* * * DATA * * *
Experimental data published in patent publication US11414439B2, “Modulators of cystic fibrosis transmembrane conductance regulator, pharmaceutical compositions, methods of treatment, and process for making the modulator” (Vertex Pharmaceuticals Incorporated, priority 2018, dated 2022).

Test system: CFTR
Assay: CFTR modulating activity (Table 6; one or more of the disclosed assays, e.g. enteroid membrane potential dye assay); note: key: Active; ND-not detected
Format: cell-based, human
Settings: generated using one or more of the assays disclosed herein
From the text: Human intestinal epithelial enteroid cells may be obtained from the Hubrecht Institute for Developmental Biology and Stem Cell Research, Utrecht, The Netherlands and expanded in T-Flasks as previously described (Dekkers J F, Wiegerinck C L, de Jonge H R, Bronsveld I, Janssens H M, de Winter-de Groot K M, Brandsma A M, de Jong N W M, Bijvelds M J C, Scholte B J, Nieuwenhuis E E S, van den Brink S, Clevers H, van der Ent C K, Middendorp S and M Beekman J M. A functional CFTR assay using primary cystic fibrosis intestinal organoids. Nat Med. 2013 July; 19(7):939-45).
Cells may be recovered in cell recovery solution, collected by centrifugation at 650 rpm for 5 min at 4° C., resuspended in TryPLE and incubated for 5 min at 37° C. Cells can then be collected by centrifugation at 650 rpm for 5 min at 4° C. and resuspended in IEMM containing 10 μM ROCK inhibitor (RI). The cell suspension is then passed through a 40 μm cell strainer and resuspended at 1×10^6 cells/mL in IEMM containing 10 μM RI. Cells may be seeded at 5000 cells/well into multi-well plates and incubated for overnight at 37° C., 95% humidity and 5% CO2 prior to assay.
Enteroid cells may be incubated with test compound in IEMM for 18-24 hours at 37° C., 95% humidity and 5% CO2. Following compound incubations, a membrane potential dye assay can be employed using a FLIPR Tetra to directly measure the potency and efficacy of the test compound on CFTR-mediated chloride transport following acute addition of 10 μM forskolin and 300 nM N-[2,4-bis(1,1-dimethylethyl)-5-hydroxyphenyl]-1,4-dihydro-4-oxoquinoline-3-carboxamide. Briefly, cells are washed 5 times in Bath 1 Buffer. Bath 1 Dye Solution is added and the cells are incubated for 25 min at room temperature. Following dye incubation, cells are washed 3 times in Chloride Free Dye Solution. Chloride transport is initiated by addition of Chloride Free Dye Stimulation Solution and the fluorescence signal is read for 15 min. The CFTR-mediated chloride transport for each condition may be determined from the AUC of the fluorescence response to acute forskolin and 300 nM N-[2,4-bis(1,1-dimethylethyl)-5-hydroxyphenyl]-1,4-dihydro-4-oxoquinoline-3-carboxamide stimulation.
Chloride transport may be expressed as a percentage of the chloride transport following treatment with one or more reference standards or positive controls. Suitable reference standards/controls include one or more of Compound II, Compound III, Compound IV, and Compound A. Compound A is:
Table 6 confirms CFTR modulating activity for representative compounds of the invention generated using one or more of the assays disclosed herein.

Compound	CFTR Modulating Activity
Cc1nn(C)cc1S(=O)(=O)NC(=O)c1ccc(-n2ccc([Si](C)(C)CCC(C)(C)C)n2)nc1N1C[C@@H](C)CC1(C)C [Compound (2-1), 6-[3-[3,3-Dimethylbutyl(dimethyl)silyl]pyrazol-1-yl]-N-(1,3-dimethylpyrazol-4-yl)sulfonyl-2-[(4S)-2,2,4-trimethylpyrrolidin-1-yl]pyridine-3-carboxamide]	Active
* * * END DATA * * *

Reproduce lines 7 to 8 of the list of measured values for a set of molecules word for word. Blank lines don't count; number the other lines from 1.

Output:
Cells may be recovered in cell recovery solution, collected by centrifugation at 650 rpm for 5 min at 4° C., resuspended in TryPLE and incubated for 5 min at 37° C. Cells can then be collected by centrifugation at 650 rpm for 5 min at 4° C. and resuspended in IEMM containing 10 μM ROCK inhibitor (RI). The cell suspension is then passed through a 40 μm cell strainer and resuspended at 1×10^6 cells/mL in IEMM containing 10 μM RI. Cells may be seeded at 5000 cells/well into multi-well plates and incubated for overnight at 37° C., 95% humidity and 5% CO2 prior to assay.
Enteroid cells may be incubated with test compound in IEMM for 18-24 hours at 37° C., 95% humidity and 5% CO2. Following compound incubations, a membrane potential dye assay can be employed using a FLIPR Tetra to directly measure the potency and efficacy of the test compound on CFTR-mediated chloride transport following acute addition of 10 μM forskolin and 300 nM N-[2,4-bis(1,1-dimethylethyl)-5-hydroxyphenyl]-1,4-dihydro-4-oxoquinoline-3-carboxamide. Briefly, cells are washed 5 times in Bath 1 Buffer. Bath 1 Dye Solution is added and the cells are incubated for 25 min at room temperature. Following dye incubation, cells are washed 3 times in Chloride Free Dye Solution. Chloride transport is initiated by addition of Chloride Free Dye Stimulation Solution and the fluorescence signal is read for 15 min. The CFTR-mediated chloride transport for each condition may be determined from the AUC of the fluorescence response to acute forskolin and 300 nM N-[2,4-bis(1,1-dimethylethyl)-5-hydroxyphenyl]-1,4-dihydro-4-oxoquinoline-3-carboxamide stimulation.